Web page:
021.3: John Gallaher:: Cake for the Groom:: Part III 021

"There are dimensions to the curtain/that we hadn’t begun to guess at yet. Relaxed, almost/smiling. And so that’s it for Act I, at any rate,/and all we can think to do is open a second act. With the swingers hopping,/and the hipsters skipping." John Gallaher

Cake for the Groom:: Part III

It’s Everywhere You Want to Be!

So these early days weren’t easy. In many of them
we never get to see Chicago. And then our roots
and early development, at the vanishing point
with big ideas under stained glass. Kids playing on city streets by fire hydrants
and men working on skyscrapers
with their lunch boxes along the girder
hesitate and look left, thinking. The cars looked so good
and sturdy. We must be very malleable,
the Lindy Hoppers decided, high-stepping from their wrecks.
We learned some things right away,
like how it’s starting to be mid-summer in Hopperville. And
we’ve gotten back to the post war optimism already,
but it’s little use figuring which direction we’re headed,
except to say that it has something to do with us not being around
anymore. And it’s impossible to know the extent of it,
when no one defines “it.”
There was Jenny Hoyden holding my hand. “I’ll be seeing you,
Miss Indigo,” I would’ve loved to’ve said. But what’s the use,
as it’s only once. Only once, my heart fair leapt in my throat,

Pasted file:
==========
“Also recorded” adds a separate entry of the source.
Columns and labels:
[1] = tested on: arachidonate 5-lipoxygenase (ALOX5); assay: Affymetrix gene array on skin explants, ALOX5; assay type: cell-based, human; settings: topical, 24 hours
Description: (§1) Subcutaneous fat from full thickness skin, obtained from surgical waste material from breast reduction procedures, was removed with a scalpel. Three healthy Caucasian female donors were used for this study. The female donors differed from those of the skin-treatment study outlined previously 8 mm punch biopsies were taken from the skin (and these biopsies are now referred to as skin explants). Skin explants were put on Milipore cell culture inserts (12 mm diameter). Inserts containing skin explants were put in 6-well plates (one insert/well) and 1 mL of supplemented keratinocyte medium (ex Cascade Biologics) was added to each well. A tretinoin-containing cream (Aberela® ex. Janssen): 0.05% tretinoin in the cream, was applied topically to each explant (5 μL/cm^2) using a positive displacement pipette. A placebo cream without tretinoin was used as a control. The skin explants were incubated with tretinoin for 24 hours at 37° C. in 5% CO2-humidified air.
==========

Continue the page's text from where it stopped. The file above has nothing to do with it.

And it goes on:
and then come stomach problems.

It appears, from the looks on our faces,
the disaster’s not this week. Or at least not for us,
we get to be happy little snails passing by
and waving, even if the ground’s a fairly complex matter.
I’ve decided to study it awhile, there at the stage door.
There are dimensions to the curtain
that we hadn’t begun to guess at yet. Relaxed, almost
smiling. And so that’s it for Act I, at any rate,
and all we can think to do is open a second act. With the swingers hopping,
and the hipsters skipping.
A wall of playbills already yellowing a bit.
We’d call it “Liquored Up, Part II: Their Storied Optimism,”
if we had the energy, which clearly we do, but we still don’t
for some reason. Later,
watching the tracks, she’ll suspect that her husband
doesn’t like her. How many times is hard to tell, though,
as they’ll see each other on the platform without speaking.

We’re hopeful, but not sure of things,
stepping from our underwear. There are touching scenes of reconciliation
often. They rang us up just the other day to say they’re somewhere else,
trying something new. “So, is your refrigerator running?” they ask.
We sense there’s more to it, is all.
And all our longing mute and unnamed
the rest of the long afternoon.